Tess Buckley, AI Ethics Senior Analyst, EthicsGrade, examines the relationship between artificial intelligence regulation and innovation.
Considering the potential for widespread harm, as BigTech deploys artificial intelligence (AI) systems, policymakers are confronted with the daunting task of determining how to effectively regulate emerging technology. AI can be an effective tool for progress when its responsible design is regulated in the public interest.
In conversations with investors and entrepreneurs, questions about how AI regulation could hinder innovation and economic growth are at the forefront. There is a narrative that the enforcement of regulation will stifle innovation; but there is a nuanced relationship between regulation and innovation of AI. Regulation can sometimes stifle innovation, yet its necessity remains. Using approaches such as the UK’s sandbox strategy can strike a balance. One could argue that regulation actually helps innovation and steers product development to serve society. The crucial factor, however, is the well-timed implementation of such regulation.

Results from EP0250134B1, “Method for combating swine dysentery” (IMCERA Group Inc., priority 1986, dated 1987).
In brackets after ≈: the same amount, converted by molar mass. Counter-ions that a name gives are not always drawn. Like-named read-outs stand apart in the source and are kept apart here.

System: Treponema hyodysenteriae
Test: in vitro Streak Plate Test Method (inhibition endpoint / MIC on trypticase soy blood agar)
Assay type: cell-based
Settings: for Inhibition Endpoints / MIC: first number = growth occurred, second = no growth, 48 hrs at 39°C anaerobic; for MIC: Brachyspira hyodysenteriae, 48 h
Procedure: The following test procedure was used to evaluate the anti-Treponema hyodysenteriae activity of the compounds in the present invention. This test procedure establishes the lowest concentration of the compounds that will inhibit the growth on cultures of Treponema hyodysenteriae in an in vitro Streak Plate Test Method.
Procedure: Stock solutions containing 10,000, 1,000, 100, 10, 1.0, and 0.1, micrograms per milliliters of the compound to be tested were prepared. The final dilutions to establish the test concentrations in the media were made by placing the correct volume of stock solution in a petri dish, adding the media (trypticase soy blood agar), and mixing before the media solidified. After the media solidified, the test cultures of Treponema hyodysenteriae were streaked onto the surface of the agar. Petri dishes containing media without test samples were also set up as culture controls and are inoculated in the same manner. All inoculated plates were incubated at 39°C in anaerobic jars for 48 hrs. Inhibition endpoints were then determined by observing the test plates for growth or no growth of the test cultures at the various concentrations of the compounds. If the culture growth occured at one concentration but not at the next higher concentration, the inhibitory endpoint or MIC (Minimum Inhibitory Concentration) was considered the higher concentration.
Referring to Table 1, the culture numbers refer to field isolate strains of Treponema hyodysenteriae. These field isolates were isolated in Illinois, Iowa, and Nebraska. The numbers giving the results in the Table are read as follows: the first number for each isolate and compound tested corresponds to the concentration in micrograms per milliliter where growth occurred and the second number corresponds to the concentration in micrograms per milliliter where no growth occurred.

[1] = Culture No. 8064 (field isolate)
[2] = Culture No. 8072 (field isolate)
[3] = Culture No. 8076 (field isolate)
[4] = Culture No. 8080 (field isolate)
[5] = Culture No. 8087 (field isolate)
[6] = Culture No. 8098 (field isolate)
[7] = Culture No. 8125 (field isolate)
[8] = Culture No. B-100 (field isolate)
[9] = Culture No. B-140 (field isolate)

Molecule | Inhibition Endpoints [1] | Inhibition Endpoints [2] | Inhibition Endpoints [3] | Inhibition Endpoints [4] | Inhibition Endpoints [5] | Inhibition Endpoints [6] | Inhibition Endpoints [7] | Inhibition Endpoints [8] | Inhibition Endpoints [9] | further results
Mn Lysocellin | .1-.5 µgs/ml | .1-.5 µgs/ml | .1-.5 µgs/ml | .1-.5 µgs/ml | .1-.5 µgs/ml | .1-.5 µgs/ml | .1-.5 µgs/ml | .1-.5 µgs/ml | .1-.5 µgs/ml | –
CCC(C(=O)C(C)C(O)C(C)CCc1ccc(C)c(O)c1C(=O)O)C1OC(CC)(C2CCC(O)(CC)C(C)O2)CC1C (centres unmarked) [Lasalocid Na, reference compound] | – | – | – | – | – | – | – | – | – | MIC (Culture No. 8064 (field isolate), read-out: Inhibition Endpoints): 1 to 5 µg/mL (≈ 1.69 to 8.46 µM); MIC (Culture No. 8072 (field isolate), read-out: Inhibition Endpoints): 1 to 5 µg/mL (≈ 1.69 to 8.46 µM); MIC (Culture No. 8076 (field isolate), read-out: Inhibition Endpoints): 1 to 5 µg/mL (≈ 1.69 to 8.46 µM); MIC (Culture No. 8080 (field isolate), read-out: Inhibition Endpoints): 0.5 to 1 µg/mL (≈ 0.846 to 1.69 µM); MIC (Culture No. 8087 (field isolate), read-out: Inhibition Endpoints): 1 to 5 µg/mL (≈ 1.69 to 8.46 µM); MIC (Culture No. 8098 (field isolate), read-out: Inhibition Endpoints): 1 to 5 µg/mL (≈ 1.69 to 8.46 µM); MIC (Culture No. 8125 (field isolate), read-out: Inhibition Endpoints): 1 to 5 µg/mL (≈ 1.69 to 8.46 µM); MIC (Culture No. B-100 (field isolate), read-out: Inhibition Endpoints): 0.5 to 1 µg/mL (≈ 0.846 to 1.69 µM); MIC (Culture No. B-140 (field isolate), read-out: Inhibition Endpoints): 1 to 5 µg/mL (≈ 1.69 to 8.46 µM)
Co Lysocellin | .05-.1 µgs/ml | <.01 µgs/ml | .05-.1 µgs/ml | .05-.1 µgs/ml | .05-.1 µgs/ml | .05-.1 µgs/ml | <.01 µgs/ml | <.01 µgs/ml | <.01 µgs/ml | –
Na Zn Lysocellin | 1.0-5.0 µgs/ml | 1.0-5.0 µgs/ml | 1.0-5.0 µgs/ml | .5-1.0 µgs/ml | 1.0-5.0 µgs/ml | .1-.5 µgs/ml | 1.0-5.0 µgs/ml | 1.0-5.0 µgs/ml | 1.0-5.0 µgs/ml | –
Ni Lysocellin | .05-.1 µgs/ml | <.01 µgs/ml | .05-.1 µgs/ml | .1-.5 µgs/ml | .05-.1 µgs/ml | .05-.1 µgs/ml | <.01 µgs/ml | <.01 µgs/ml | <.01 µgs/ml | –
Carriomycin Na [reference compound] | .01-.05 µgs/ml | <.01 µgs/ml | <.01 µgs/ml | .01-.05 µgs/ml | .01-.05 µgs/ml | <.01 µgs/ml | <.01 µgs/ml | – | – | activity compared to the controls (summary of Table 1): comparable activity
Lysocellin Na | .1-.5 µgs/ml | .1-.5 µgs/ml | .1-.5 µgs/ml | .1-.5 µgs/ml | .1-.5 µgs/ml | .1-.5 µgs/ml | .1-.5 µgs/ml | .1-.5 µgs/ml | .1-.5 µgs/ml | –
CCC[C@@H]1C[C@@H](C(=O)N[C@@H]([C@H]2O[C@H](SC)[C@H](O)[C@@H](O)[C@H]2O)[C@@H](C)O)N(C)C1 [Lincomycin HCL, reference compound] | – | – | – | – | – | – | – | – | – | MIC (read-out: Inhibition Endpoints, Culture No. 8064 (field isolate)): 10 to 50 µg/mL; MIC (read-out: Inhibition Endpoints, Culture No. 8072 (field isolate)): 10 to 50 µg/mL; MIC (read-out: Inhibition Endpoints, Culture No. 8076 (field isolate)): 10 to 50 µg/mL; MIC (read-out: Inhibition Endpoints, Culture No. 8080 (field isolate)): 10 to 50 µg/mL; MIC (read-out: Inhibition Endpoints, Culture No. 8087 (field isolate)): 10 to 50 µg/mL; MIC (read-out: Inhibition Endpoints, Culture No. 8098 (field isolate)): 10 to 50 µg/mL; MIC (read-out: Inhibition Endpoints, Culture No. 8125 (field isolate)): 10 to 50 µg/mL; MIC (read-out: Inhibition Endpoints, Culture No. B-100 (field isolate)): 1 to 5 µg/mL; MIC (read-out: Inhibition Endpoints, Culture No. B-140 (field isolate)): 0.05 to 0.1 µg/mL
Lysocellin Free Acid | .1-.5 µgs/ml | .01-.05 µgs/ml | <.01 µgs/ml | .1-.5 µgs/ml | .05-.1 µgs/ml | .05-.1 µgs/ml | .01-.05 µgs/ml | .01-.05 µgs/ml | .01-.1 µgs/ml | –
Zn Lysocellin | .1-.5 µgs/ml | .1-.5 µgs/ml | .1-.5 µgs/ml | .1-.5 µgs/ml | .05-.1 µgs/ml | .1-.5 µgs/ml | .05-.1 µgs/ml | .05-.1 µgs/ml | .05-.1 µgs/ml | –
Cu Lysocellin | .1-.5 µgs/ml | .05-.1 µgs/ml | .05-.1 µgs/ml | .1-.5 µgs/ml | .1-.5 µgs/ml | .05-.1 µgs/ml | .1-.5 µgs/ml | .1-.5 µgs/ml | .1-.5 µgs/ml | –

Integrating responsible design approaches and ethics in the development of AI products will avoid project holds due to legislative uncertainty and delaying value realisation of potential business opportunities. Regulation will impose ethical standards on AI, influencing designers’ choices, and providing different directions for innovation. Ultimately, good regulation allows for an environment of incentives for innovation and design that leads to the creation of AI products that serve society, rather than exploit it.